You are indeed correct that Ammons uses an extended metaphor to compare his attention to a wild animal, and you are also right that the poem is written in free verse, meaning that it has no regular rhyme scheme or syllabic meter. Often poems are written in free verse to produce a more natural, conversational, spontaneous tone.
One other point that you might make about the structure of the poem is that it begins with a problem and ends with a solution. The problem is how the poet will manage his attention, which left unmanaged will "pommel the / heart frantic," and "dislodge boulders." The solution the poet offers is that he will try to tame his attention and make it "lie down" within himself, where he says there is as much for it to focus on as there is outside of himself.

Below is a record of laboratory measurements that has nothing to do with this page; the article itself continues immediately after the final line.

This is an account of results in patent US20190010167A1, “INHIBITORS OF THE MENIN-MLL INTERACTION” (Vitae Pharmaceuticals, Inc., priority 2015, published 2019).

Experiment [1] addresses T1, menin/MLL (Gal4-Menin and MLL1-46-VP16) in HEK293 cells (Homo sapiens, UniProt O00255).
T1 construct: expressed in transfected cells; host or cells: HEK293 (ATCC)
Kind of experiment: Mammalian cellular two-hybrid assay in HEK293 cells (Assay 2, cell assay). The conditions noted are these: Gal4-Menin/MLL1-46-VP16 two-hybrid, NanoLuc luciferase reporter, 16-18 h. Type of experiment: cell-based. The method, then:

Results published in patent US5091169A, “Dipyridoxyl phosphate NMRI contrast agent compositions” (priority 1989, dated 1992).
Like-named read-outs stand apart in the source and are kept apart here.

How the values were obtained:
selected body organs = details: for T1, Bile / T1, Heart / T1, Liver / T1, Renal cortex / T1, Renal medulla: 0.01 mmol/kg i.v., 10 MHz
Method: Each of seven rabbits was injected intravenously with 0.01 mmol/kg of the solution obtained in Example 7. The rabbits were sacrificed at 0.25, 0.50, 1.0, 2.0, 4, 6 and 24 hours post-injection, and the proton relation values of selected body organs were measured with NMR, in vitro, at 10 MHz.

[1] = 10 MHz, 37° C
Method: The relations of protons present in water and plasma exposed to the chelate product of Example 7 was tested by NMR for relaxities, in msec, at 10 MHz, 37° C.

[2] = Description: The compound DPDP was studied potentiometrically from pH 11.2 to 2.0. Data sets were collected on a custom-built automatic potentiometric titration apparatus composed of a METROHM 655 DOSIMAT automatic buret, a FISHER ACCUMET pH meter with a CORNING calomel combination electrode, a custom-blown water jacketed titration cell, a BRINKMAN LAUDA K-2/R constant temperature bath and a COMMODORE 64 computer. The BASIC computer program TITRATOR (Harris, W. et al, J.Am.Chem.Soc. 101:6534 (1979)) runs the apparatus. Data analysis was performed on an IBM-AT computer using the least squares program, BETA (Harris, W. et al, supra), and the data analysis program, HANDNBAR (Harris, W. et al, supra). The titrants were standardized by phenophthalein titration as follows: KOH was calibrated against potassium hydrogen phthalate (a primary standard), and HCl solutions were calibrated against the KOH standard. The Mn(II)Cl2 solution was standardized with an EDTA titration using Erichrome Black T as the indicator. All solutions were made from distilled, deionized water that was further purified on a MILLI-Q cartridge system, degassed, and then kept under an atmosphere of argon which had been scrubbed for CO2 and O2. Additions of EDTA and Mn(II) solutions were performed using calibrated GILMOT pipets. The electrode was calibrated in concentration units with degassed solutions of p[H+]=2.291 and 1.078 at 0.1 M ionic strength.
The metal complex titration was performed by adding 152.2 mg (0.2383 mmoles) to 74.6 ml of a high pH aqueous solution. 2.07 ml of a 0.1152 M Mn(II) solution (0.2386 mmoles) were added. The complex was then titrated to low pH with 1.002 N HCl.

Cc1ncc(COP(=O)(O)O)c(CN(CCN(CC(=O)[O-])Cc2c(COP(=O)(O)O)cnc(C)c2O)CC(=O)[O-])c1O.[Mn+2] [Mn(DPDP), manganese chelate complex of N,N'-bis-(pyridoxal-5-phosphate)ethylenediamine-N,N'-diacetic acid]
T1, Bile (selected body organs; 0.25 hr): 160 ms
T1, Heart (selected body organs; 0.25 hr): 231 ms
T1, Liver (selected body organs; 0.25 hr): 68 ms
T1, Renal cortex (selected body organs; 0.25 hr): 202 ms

You might also look, in terms of structure, at examples of repetition in the poem. For example, the phrase "it will" is used four times in the poem in reference to the tendency of the speaker's attention to do as it wishes. Interestingly though, this phrase is used four times in the first three stanzas, but not at all in the final two stanzas. This reflects the fact that the final two stanzas focus on the speaker's efforts to tame his attention.